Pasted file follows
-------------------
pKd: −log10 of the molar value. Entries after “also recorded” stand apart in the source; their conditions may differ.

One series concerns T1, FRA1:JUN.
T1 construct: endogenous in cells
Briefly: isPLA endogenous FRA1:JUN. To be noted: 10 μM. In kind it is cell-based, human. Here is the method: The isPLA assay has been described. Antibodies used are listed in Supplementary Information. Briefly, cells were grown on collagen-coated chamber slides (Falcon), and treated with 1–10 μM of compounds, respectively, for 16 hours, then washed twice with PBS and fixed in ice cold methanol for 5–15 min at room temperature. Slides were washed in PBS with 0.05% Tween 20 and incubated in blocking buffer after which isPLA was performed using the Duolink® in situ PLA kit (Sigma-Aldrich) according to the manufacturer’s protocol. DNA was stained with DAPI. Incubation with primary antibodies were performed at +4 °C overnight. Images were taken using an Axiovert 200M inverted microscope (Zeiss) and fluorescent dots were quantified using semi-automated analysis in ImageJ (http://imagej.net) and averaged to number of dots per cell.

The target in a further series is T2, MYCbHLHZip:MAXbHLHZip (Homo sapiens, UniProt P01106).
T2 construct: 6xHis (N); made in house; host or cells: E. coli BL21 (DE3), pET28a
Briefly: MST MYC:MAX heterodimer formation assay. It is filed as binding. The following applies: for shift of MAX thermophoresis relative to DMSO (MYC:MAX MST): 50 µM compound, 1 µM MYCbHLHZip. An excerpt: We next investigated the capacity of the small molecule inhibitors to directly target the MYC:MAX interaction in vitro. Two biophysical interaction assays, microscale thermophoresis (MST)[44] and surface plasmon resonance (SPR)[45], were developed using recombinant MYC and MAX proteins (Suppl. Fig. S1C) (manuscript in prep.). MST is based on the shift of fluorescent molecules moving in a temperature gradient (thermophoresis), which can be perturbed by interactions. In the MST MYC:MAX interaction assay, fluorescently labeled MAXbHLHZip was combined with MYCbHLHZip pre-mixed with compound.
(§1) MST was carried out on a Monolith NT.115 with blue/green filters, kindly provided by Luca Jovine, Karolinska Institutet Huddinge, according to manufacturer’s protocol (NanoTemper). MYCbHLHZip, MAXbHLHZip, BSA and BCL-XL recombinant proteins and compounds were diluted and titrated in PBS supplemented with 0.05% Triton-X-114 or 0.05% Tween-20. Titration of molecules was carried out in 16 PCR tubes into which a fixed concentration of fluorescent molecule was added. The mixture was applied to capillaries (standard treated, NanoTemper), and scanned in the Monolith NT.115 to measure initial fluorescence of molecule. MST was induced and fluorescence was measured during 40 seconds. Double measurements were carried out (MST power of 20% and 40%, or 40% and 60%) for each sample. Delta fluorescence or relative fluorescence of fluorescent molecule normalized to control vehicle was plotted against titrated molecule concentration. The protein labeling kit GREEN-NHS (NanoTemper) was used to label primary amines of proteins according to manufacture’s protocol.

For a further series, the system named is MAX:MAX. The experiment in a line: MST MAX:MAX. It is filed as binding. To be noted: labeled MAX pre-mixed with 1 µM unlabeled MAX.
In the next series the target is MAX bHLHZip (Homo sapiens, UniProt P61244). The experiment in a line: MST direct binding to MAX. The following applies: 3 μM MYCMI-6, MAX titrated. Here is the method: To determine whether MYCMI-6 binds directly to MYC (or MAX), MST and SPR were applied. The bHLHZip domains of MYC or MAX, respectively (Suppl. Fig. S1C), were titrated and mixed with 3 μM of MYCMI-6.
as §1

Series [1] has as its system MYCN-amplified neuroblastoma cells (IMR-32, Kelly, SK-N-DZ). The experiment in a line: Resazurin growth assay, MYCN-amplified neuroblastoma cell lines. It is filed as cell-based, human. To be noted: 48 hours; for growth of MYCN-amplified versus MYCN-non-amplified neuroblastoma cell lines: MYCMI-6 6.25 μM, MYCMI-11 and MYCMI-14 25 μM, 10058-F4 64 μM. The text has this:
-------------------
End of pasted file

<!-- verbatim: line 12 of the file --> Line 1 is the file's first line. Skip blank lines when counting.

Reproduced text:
Series [1] has as its system MYCN-amplified neuroblastoma cells (IMR-32, Kelly, SK-N-DZ). The experiment in a line: Resazurin growth assay, MYCN-amplified neuroblastoma cell lines. It is filed as cell-based, human. To be noted: 48 hours; for growth of MYCN-amplified versus MYCN-non-amplified neuroblastoma cell lines: MYCMI-6 6.25 μM, MYCMI-11 and MYCMI-14 25 μM, 10058-F4 64 μM. The text has this: